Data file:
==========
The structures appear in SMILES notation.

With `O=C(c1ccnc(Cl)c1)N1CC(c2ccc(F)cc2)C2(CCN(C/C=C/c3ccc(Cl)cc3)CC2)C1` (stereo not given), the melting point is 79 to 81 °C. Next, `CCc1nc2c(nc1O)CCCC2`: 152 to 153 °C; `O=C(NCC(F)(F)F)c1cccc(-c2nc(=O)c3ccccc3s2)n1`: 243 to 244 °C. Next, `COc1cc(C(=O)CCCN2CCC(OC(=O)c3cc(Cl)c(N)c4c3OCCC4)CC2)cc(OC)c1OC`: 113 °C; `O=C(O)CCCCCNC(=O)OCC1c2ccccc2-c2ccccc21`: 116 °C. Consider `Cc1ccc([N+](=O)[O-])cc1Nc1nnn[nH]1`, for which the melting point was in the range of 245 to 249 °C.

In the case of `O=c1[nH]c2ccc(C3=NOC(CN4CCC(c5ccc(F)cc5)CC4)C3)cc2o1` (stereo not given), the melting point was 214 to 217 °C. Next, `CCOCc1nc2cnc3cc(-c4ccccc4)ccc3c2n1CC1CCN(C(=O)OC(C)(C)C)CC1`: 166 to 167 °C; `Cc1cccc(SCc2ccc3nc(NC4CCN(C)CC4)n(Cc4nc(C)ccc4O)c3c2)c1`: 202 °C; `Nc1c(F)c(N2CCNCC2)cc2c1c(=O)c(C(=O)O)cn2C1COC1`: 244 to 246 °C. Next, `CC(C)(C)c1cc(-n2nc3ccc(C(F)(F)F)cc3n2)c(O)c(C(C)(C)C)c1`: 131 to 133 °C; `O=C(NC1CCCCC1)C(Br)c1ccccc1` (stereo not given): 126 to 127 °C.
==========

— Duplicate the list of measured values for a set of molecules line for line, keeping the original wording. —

The structures appear in SMILES notation.

With `O=C(c1ccnc(Cl)c1)N1CC(c2ccc(F)cc2)C2(CCN(C/C=C/c3ccc(Cl)cc3)CC2)C1` (stereo not given), the melting point is 79 to 81 °C. Next, `CCc1nc2c(nc1O)CCCC2`: 152 to 153 °C; `O=C(NCC(F)(F)F)c1cccc(-c2nc(=O)c3ccccc3s2)n1`: 243 to 244 °C. Next, `COc1cc(C(=O)CCCN2CCC(OC(=O)c3cc(Cl)c(N)c4c3OCCC4)CC2)cc(OC)c1OC`: 113 °C; `O=C(O)CCCCCNC(=O)OCC1c2ccccc2-c2ccccc21`: 116 °C. Consider `Cc1ccc([N+](=O)[O-])cc1Nc1nnn[nH]1`, for which the melting point was in the range of 245 to 249 °C.

In the case of `O=c1[nH]c2ccc(C3=NOC(CN4CCC(c5ccc(F)cc5)CC4)C3)cc2o1` (stereo not given), the melting point was 214 to 217 °C. Next, `CCOCc1nc2cnc3cc(-c4ccccc4)ccc3c2n1CC1CCN(C(=O)OC(C)(C)C)CC1`: 166 to 167 °C; `Cc1cccc(SCc2ccc3nc(NC4CCN(C)CC4)n(Cc4nc(C)ccc4O)c3c2)c1`: 202 °C; `Nc1c(F)c(N2CCNCC2)cc2c1c(=O)c(C(=O)O)cn2C1COC1`: 244 to 246 °C. Next, `CC(C)(C)c1cc(-n2nc3ccc(C(F)(F)F)cc3n2)c(O)c(C(C)(C)C)c1`: 131 to 133 °C; `O=C(NC1CCCCC1)C(Br)c1ccccc1` (stereo not given): 126 to 127 °C.